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Video Friday: Meet the DARPA Robotics Challenge Teams

These are the teams facing off at the DRC Trials

1 min read
Video Friday: Meet the DARPA Robotics Challenge Teams

UPDATED 12/21/13: DARPA posted more team profile videos, and we've included them below.

The DARPA Robotics Challenge Trials officially kicked off this morning, and you can actually watch some of the action in real time directly from the Homestead Miami Speedway, thanks to DARPA's live feeds. (Don't be disappointed if nothing much is happening when you tune in; that's how it's supposed to be, so be patient and soon you'll see robots doing things, or at least trying to do things.) DARPA has also been posting video profiles of the DRC teams, and that's what we'll bring you today in this special edition of Video Friday. And keep checking back for our continuing coverage of the DRC Trials!

 

 

Meet DRC Team Schaft

 

 

Meet DRC Team KAIST

 

 

Meet DRC Team DRC-Hubo

 

 

Meet DRC Team MIT

 

 

Meet DRC Team HKU

 

 

Meet DRC Team Chiron

 

 

Meet DRC Team Robosimian

 

 

Meet DRC Team Tartan Rescue

 

 

Meet DRC Team Mojavaton

 

 

Meet DRC Team THOR

 

 

Meet DRC Team TROOPER

 

 

Meet DRC Team ViGiR

 

 

Meet DRC Team NASA JSC Valkyrie

 

 

Meet DRC Team TRACLabs

 

 

Meet DRC Team WRECS WPI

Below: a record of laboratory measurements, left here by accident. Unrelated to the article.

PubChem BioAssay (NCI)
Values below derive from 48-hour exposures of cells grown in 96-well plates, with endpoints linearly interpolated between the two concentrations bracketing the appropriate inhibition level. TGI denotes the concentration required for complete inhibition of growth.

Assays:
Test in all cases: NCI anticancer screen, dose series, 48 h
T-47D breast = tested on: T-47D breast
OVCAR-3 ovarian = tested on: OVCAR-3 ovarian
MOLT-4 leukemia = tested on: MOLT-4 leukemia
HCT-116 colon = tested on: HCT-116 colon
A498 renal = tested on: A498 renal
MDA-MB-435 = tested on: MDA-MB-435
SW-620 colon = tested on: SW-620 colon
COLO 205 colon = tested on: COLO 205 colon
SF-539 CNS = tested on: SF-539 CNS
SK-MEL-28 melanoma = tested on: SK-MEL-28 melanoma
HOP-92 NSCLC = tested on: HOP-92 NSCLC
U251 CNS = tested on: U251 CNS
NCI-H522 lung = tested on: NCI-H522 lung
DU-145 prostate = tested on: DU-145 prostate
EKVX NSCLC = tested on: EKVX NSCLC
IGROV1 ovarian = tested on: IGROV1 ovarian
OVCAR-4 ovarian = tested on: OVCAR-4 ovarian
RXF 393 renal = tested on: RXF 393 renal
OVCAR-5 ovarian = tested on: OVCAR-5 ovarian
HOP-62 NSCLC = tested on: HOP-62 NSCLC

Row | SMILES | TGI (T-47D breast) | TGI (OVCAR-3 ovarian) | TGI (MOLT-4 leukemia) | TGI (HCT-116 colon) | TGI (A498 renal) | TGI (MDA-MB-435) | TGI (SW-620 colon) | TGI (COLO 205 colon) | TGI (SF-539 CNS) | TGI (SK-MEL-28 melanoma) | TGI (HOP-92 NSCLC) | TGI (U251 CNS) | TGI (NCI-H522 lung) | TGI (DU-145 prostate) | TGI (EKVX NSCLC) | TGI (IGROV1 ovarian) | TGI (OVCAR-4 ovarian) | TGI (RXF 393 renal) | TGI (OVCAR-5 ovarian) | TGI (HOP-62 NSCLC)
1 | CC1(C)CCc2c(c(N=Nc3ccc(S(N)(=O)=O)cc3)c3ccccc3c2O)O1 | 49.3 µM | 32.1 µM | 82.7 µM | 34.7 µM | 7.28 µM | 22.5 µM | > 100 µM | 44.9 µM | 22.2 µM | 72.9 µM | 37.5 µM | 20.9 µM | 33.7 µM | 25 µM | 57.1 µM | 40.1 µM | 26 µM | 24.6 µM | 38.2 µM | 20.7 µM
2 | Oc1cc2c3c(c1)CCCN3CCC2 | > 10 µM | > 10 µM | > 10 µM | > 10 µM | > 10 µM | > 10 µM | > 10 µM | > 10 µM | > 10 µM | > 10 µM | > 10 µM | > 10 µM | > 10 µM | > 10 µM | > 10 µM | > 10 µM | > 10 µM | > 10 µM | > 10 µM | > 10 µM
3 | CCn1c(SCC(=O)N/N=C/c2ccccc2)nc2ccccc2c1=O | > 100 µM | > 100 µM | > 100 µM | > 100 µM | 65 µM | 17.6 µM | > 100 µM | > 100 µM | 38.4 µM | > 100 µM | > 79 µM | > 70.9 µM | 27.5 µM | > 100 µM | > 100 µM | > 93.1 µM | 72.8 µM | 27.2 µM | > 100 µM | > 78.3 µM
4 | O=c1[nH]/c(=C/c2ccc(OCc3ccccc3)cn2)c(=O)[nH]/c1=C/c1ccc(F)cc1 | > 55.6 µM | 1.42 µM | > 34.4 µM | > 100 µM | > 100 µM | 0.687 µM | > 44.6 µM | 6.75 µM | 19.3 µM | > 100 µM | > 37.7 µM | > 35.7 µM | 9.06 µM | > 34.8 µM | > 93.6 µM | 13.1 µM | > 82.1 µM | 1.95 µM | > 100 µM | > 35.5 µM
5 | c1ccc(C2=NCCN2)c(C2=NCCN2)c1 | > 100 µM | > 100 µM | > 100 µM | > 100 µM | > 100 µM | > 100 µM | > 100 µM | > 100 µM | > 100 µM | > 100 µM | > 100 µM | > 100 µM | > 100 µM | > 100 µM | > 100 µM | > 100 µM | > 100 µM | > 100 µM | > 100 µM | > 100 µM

[ DARPAtv ]

The Conversation (0)

The Bionic-Hand Arms Race

The prosthetics industry is too focused on high-tech limbs that are complicated, costly, and often impractical

12 min read
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A photograph of a young woman with brown eyes and neck length hair dyed rose gold sits at a white table. In one hand she holds a carbon fiber robotic arm and hand. Her other arm ends near her elbow. Her short sleeve shirt has a pattern on it of illustrated hands.

The author, Britt Young, holding her Ottobock bebionic bionic arm.

Gabriela Hasbun. Makeup: Maria Nguyen for MAC cosmetics; Hair: Joan Laqui for Living Proof
DarkGray

In Jules Verne’s 1865 novel From the Earth to the Moon, members of the fictitious Baltimore Gun Club, all disabled Civil War veterans, restlessly search for a new enemy to conquer. They had spent the war innovating new, deadlier weaponry. By the war’s end, with “not quite one arm between four persons, and exactly two legs between six,” these self-taught amputee-weaponsmiths decide to repurpose their skills toward a new projectile: a rocket ship.

The story of the Baltimore Gun Club propelling themselves to the moon is about the extraordinary masculine power of the veteran, who doesn’t simply “overcome” his disability; he derives power and ambition from it. Their “crutches, wooden legs, artificial arms, steel hooks, caoutchouc [rubber] jaws, silver craniums [and] platinum noses” don’t play leading roles in their personalities—they are merely tools on their bodies. These piecemeal men are unlikely crusaders of invention with an even more unlikely mission. And yet who better to design the next great leap in technology than men remade by technology themselves?

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